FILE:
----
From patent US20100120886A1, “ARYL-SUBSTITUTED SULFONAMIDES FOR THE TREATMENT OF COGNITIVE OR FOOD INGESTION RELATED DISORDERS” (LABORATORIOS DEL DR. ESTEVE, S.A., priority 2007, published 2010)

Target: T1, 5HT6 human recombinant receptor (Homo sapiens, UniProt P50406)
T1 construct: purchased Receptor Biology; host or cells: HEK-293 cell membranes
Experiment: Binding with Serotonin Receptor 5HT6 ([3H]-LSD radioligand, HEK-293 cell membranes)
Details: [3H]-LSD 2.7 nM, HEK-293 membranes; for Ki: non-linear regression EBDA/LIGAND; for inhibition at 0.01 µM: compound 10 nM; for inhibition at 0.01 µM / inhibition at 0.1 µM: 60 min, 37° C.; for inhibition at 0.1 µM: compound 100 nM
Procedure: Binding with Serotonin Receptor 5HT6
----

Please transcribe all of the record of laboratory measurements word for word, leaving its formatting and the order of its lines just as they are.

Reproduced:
From patent US20100120886A1, “ARYL-SUBSTITUTED SULFONAMIDES FOR THE TREATMENT OF COGNITIVE OR FOOD INGESTION RELATED DISORDERS” (LABORATORIOS DEL DR. ESTEVE, S.A., priority 2007, published 2010)

Target: T1, 5HT6 human recombinant receptor (Homo sapiens, UniProt P50406)
T1 construct: purchased Receptor Biology; host or cells: HEK-293 cell membranes
Experiment: Binding with Serotonin Receptor 5HT6 ([3H]-LSD radioligand, HEK-293 cell membranes)
Details: [3H]-LSD 2.7 nM, HEK-293 membranes; for Ki: non-linear regression EBDA/LIGAND; for inhibition at 0.01 µM: compound 10 nM; for inhibition at 0.01 µM / inhibition at 0.1 µM: 60 min, 37° C.; for inhibition at 0.1 µM: compound 100 nM
Procedure: Binding with Serotonin Receptor 5HT6